Testosterone inhibition of growth hormone release stimulated by a growth hormone secretagogue: Studies in the rat and dog

Antonello E. Rigamonti, Silvano G. Cella, Claudio Giordani, Sara M. Bonomo, Marialuisa Giunta, Alessandro Sartorio, Eugenio Müller

Research output: Contribution to journalArticle

Abstract

Anabolic steroids are frequently taken by athletes and bodybuilders together with recombinant human GH (rhGH), though there is some scientific evidence that the use of anabolic steroids reverses the rhGH-induced effects. Recently, we have shown that treatment with rhGH (0.2 IU/kg s.c., daily × 12 days) in the dog markedly reduced the canine GH (cGH) responses stimulated by EP51216, a GH secretagogue (GHS), evaluated after 3 and 5 daily rhGH injections, and that the inhibition was still present a few days after rhGH discontinuation. The aim of the present study was to evaluate in the dog the GH response to EP51216 (125 μg/kg i.v.) in a condition of enhanced androgenic function (i.e. acute injection or 15-day treatment with testosterone at the dose of 2 mg/kg i.m. on alternate days), and in the hypophysectomized rat the hypothalamic and hippocampal expression of ghrelin, the receptor of GHSs (GHS-R), GH-releasing hormone (GHRH) and somatostatin (SS) after specific hormonal replacement therapies (testosterone, 1 mg/kg/day s.c.; hydrocortisone, 500 μg/kg/day s.c.; rhGH, 400 μg/kg/day s.c.; 0.9% saline 0.1 ml/kg/day s.c.; ×11 days). In the dog experiments, under baseline conditions, a single injection of EP51216 elicited an abrupt rise of plasma cGH. Twenty-four hours from the acute bolus injection of testosterone, Cmax and AUC0-90 of the GHS-stimulated cGH response were significantly lower than baseline cGH response; 5 days later, there was still a significant decrease of either parameter versus the original values. Short-term treatment with testosterone markedly reduced the GHS-stimulated cGH responses evaluated during (5th bolus) and at the end (8th bolus) of testosterone treatment. Four and 8 days after testosterone withdrawal, the EP51216-stimulated cGH response was still significantly reduced when compared with that under baseline conditions. Plasma concentrations of insulin-like growth factor 1 (IGF-1) were stable until the 5th bolus of testosterone and decreased progressively in the remaining time of the testosterone treatment; 4 and 8 days from treatment withdrawal, IGF-1 levels were still suppressed. In rat studies, hypothalamic mRNA levels of GHS-R were significantly reduced by treatments with testosterone and hydrocortisone, whereas hippocampal expressions of ghrelin, GHRH and SS were reduced by rhGH replacement therapy. In conclusion, these studies show that a single administration of testosterone can abrogate the cGH response ensuing acute stimulation by a GHS; the inhibitory effect of testosterone on the cGH response to GHS is present during and even 8 days after termination of a short-lived treatment with testosterone; these events occur via a downregulation of hypothalamic GHS-R.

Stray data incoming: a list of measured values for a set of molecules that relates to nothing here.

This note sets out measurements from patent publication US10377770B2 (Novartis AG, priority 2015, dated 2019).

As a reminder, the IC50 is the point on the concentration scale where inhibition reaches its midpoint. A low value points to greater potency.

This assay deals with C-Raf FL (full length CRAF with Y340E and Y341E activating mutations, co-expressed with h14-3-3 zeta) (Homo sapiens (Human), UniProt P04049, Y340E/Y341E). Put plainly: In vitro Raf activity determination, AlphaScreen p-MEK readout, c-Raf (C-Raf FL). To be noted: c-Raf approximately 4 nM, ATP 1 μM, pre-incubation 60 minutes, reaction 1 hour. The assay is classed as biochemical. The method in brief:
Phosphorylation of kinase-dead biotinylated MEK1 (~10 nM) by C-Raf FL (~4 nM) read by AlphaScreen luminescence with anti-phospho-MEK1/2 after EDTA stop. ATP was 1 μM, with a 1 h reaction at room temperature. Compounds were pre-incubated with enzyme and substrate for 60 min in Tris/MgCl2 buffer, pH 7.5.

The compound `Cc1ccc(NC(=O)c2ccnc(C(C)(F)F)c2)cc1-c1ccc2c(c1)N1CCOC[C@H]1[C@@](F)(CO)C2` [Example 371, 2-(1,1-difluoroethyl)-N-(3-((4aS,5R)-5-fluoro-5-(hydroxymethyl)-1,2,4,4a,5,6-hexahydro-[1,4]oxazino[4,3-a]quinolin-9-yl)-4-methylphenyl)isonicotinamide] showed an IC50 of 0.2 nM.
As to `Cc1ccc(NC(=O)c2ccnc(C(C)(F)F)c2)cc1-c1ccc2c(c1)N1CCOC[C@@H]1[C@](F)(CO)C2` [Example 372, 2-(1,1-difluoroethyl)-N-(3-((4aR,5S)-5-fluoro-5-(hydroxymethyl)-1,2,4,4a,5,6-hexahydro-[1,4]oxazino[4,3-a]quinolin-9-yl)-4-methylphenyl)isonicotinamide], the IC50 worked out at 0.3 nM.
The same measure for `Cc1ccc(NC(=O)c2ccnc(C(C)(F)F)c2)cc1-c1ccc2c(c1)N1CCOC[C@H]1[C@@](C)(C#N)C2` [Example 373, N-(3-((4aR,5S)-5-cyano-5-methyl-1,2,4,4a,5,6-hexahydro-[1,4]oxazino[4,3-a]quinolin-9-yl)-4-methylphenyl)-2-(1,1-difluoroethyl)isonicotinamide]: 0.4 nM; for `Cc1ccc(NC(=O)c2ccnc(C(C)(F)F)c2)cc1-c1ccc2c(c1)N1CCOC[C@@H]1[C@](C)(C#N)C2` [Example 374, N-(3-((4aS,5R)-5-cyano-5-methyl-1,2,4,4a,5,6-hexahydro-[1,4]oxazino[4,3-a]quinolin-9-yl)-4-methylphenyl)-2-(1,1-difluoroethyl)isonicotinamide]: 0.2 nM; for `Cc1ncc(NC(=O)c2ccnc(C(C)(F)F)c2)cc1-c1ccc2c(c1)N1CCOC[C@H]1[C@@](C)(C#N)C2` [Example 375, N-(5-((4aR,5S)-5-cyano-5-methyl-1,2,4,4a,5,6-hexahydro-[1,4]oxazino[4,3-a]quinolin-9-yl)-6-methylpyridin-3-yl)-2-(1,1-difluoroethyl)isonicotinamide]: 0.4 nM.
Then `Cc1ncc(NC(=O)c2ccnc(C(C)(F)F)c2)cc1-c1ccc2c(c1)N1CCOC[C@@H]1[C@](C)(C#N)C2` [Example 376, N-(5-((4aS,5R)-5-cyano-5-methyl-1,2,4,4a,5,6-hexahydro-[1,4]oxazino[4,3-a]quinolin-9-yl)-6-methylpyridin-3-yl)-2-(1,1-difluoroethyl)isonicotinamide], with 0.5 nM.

Original languageEnglish
Pages (from-to)115-122
Number of pages8
JournalNeuroendocrinology
Volume84
Issue number2
DOIs
Publication statusPublished - Jan 2007

Keywords

  • Growth hormone
  • Growth hormone secretagogue
  • Testosterone

ASJC Scopus subject areas

  • Endocrinology
  • Neuroscience(all)

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